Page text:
- diethylphthalate (DEP), a substance just banned by the European Chemicals Agency (ECHA) because it is suspected of affecting human hormone levels,

- fragrances which require declaration because they can trigger allergies (such as hydroxycitronella) and aluminium.

Claim and formula

Label analysis instead it was worth verifying four aspects:

1) the presence among the ingredients of PEG and their derivatives (substances obtained from petroleum) and synthetic polymers. The former are used as emulsifiers and make the skin permeable, therefore they convey any harmful substances. The latter are very polluting for the environment, where they are dispersed through domestic waste with the shower,

2) the validity of advertising claims such as 'hypoallergenic' or 'climate neutral',

3) the truthfulness of the declarations of use of recycled plastic material in the bottles. In addition to verifying its plausibility, Öko Test had laboratory analyzes carried out to detect the possible presence of PVC/PVDC/chlorinated compounds,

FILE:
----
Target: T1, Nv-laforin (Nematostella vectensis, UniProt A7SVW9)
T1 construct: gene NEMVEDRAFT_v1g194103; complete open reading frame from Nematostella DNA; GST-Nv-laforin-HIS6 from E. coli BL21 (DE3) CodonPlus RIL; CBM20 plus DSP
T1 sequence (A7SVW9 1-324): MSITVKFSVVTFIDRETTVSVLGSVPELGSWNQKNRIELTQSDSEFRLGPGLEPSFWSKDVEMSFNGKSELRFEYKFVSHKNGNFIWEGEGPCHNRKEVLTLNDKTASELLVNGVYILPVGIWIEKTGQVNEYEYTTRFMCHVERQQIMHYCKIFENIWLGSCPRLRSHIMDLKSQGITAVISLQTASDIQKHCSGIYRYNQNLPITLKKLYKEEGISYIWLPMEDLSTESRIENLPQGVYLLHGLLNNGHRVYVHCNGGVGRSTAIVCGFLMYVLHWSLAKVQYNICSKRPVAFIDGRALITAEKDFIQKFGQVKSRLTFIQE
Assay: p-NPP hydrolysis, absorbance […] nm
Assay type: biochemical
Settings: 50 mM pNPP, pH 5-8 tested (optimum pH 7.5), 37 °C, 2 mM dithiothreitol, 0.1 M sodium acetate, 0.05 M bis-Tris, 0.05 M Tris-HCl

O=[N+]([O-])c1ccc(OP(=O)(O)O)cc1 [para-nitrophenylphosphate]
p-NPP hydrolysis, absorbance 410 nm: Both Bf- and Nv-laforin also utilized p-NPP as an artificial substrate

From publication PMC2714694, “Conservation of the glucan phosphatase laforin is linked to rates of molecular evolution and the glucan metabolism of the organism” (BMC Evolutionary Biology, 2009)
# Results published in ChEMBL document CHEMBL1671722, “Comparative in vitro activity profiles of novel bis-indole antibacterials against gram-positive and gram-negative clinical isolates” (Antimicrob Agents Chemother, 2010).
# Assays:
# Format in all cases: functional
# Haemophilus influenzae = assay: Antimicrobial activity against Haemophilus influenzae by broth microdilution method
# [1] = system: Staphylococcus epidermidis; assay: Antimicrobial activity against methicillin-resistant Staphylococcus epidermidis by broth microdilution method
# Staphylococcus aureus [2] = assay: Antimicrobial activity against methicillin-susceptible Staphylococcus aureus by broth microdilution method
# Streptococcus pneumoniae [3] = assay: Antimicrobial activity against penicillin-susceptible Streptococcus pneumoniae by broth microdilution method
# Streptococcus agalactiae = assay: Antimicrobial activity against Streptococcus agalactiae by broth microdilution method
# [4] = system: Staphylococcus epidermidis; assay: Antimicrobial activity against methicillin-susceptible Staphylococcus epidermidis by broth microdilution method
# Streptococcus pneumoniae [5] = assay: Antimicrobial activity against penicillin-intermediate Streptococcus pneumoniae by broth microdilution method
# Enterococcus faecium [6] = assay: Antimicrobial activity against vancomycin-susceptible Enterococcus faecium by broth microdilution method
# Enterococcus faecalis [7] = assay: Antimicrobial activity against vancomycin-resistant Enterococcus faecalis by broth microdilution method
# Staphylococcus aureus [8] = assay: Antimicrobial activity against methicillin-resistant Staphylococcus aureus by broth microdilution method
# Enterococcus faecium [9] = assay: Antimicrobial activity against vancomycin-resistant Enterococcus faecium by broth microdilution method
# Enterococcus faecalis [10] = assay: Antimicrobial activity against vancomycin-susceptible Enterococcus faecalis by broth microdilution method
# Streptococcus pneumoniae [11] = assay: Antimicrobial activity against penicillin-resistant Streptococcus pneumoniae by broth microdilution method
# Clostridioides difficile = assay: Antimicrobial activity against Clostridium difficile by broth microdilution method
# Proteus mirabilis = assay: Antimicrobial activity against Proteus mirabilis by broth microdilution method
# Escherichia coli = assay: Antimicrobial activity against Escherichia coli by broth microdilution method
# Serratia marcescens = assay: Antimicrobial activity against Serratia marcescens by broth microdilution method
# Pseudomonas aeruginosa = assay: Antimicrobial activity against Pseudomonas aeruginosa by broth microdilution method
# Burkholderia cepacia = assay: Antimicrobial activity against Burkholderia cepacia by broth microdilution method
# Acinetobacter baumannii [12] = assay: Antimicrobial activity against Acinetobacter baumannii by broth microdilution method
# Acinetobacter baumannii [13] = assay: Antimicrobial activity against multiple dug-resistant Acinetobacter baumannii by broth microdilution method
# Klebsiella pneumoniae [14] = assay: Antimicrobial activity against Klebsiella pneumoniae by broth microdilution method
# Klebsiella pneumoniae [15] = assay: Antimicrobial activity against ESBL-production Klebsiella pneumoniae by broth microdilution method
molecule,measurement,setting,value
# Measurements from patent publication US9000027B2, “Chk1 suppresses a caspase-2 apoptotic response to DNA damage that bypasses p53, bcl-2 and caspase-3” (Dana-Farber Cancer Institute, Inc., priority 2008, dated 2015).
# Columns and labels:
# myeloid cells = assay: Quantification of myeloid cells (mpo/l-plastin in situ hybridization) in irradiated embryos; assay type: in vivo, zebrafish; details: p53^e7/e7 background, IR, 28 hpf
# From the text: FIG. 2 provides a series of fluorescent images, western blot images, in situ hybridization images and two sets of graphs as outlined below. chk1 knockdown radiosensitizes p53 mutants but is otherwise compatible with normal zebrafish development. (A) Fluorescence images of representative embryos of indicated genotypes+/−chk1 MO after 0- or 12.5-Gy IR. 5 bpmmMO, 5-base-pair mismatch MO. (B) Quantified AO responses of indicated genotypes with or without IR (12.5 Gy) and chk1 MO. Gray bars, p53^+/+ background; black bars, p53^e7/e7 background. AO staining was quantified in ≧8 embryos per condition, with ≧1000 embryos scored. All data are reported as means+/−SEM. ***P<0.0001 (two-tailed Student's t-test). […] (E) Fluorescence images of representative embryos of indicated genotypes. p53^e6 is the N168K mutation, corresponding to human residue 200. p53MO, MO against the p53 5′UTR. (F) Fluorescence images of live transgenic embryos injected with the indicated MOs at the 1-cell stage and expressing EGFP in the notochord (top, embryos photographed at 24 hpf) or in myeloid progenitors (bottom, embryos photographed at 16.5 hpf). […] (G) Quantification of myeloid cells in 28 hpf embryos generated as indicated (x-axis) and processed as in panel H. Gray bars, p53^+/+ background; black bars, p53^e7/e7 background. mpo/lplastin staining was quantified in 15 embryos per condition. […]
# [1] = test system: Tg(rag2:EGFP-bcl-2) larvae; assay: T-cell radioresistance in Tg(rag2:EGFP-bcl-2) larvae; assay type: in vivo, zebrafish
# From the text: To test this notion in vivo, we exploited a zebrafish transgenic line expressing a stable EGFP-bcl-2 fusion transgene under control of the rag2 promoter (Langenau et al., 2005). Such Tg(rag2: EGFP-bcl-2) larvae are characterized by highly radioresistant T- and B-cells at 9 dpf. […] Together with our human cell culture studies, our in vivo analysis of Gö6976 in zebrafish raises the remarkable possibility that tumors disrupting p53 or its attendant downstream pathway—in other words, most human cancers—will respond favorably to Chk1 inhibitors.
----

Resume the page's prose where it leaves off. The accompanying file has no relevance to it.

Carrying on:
4) the reliability of the deodorant duration, when indicated on the label (usually 48 hours). The manufacturers were asked to produce studies on effectiveness, to verify

– whether the advertised duration of action refers to the entire product or only to some components of the formulation,

– if at least 20 subjects and three expert examiners are involved in the olfactory tests,

– if a statistically significant difference emerged between the treated and untreated armpits and if individual results are available.

Certified natural and organic cosmetics

Deodorants roll-ons certified as natural or organic cosmetics examined are generally free of unwanted and/or polluting substances, such as PEGs.

Of the five examined, four are judged with top marks: Benecos, Dr. Hauschka, Lavera and Weleda.

The Biotherm, however, is downgraded to 'medium' due to the insufficient deodorant duration compared to that declared (24 hours), the failure to use recycled material in the packaging and the declared presence (but not found in the laboratory) of citronellol, an essence at risk allergy.

aluminum-free deodorants

Big brands and discounters

Among the eight deodorants roll-ons presented as 'aluminium-free' the opinion is more variable.